“It’s famous and packed, yet please eat some Garrett’s popcorn,” pleads Karen Gill of Milwaukee. “Gotta have the mix of plain, cheese and caramel corn” – sold as the Chicago Mix. For more about the product and company’s multiple locations: www.garrettpopcorn.com, 888-4-POPCORN.
“If you want hot dogs with a gourmet twist, try Hot Doug’s,” she adds. “They make duck fat fries and fancy sausages.” The self-described “sausage superstore and encased meat emporium” is at 3324 N. California St. For more: www.hotdougs.com, 773-279-9550.
“We just moved from Green Bay to Chicago and have found a couple of great restaurants off the beaten path,” says Kyle Hoops. “Fat Willy’s BBQ Shack, 2416 W. Schubert St., is a small diner with great big barbecue taste; we love their ribs and their black bean soup on Fridays!
“Rose Angeli’s, 1314 W. Wrightwood Ave., is in a beautiful old home in a nice neighborhood and has fantastic, authentic Italian food. I could go on, but those two are at the top of our list.”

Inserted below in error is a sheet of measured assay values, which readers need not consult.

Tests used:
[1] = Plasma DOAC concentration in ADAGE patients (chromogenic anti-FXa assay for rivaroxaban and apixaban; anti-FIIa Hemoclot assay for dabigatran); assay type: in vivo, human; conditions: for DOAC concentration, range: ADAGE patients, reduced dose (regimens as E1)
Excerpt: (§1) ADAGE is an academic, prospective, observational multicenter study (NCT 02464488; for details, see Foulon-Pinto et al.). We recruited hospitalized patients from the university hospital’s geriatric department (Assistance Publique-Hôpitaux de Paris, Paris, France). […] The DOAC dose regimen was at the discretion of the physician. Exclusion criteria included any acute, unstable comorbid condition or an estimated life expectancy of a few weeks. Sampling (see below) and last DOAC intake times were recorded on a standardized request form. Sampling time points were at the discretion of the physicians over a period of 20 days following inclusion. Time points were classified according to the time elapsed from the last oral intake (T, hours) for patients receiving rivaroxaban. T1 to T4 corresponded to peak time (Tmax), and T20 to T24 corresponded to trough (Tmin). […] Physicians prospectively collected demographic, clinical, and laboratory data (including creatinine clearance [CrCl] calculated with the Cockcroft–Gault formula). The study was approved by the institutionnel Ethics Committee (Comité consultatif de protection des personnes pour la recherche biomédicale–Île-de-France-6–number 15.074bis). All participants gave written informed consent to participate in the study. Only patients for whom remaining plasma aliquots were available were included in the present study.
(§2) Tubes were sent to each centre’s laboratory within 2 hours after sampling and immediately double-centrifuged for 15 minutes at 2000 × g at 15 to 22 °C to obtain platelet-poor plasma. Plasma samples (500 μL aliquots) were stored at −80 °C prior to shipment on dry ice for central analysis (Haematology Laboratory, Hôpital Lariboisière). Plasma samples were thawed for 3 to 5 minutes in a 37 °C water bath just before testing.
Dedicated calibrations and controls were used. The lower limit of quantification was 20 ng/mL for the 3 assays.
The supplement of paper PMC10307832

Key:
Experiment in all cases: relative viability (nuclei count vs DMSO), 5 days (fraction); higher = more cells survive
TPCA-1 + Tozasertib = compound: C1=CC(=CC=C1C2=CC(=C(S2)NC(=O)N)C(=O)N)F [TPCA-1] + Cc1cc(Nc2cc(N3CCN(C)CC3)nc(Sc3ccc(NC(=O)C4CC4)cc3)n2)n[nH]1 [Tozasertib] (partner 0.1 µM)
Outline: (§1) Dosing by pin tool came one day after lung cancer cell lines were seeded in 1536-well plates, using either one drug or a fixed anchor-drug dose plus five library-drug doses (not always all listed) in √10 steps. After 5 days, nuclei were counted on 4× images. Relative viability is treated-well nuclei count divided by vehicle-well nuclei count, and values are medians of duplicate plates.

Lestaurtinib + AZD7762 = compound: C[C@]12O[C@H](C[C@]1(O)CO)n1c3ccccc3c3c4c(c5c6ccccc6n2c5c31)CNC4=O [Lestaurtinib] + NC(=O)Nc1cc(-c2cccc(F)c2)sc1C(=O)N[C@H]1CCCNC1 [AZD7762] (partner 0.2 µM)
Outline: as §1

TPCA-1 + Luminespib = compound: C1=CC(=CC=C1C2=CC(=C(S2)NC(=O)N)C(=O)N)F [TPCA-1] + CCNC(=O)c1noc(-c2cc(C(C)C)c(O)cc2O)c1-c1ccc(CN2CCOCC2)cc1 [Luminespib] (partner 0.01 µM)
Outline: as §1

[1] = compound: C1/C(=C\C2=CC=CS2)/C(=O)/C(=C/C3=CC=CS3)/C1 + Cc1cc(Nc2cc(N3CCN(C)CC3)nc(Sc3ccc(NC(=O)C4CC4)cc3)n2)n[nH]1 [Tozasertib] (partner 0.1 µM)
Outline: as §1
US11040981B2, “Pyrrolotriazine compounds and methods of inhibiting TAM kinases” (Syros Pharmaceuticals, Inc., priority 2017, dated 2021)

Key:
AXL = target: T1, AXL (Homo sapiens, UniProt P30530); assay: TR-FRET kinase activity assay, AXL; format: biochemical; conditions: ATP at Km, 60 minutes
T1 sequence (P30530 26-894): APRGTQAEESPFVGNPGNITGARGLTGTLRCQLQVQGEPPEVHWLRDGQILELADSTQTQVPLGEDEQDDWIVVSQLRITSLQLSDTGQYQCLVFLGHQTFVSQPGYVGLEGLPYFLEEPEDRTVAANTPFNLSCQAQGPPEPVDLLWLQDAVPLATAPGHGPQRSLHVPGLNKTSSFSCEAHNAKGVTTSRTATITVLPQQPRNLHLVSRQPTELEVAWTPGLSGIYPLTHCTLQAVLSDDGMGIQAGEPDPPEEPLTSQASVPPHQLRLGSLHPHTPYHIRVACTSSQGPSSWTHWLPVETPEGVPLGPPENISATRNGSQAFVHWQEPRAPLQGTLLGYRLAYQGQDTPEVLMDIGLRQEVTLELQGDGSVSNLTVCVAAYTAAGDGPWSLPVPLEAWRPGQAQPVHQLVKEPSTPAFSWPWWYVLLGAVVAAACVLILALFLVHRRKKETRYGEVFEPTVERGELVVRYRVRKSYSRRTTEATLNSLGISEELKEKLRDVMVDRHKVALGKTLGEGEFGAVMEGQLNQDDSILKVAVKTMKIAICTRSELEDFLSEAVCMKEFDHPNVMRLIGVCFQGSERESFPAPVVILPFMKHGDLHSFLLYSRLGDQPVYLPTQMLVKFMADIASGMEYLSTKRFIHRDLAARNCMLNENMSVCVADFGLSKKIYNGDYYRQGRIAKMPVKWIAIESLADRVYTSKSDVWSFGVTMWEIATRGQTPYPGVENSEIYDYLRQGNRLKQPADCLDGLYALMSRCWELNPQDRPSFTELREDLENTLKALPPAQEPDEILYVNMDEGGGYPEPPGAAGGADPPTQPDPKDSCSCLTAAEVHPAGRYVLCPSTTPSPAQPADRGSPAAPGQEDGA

“Have you heard about the new Black Ensemble Theater that opened on the north side,” asks Mia Casey Sachs, Chicago. The theater, in business 35 years, in 2011 opened a new cultural center at 4450 N. Clark St. The mission is to eradicate racism through its productions and outreach programs, which have earned significant media coverage nationwide.
For more: www.blackensembletheater.com, 773-769-4451.
“We always hit the best antique and Asian artifact stores,” says Linda Brazill of Madison. “They are like going to mini museums. Great stuff to see (usually too expensive to buy). Faves include Douglas Dawson Gallery and The Golden Triangle.”
“On Devon Avenue is an Indian-Pakistani area that is growing tremendously – Tahoora Sweets and Bakery is my fave there,” says Sharon Kilfoy of Madison. Learn more about the 2345 W. Devon Ave. business at www.tahoora.com, 773-743-7272.
“Vogue Fabrics (718-732 Main St., Evanston) is one of the best in the country,” she adds, and “the Baha’i temple just north of there (100 Linden Ave., Wilmette) is the only one in North America – so inspirational.”